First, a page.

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Karja Pagan Symbols

Karja Paganlikud Sümbolid

Karja church is rich with ornaments and symbols. On each visit, new details seem to catch one's attention, which makes it one of my favorite churches to visit in Estonia. A unique feature of Karja church are the pagan symbols on the ceiling above the alter.

Pagan symbols on the ceiling of Karja church
Pagan symbols on the ceiling above the altar

The people of Saaremaa were converted to Christianity by German crusaders in the 13th century, but apparently this was done partially by integrating pagan symbolism and rituals, as well as by building churches on pagan holy places.

Pagan pentagram symbol
Pagan pentagram symbol

The pagan plaited lattice symbol (below) was believed to hold off evil spirits.

Plaited Lattice pagan symbol
Plaited lattice pagan symbol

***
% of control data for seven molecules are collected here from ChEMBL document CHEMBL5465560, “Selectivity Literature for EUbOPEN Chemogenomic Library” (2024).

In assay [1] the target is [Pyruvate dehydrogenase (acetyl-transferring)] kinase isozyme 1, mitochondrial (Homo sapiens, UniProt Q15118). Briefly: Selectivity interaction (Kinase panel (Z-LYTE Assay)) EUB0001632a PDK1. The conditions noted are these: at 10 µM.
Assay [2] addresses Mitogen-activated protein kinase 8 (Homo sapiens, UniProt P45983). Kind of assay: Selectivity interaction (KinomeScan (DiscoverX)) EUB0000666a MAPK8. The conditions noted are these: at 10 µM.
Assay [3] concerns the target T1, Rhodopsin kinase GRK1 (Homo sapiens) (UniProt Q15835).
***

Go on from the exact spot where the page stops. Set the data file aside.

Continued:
These next two pagan symbols are a triskelion with a broken leg and a person looking backwards through it's legs (called a legged devil).

Pagan triskelion symbol
A triskelion with a broken leg
Legged Devil
Legged Devil
Pagan symbol
Pagan symbol closeup

It remains a miracle that these symbols survived for over 700 years.

Kaarma church, another church on Saaremaa, has a large pentagram painted on a wall near the alter.

Location: 58°31'24"N 22°43'57"E on: Google Maps, OpenStreetMap, Maa Amet.

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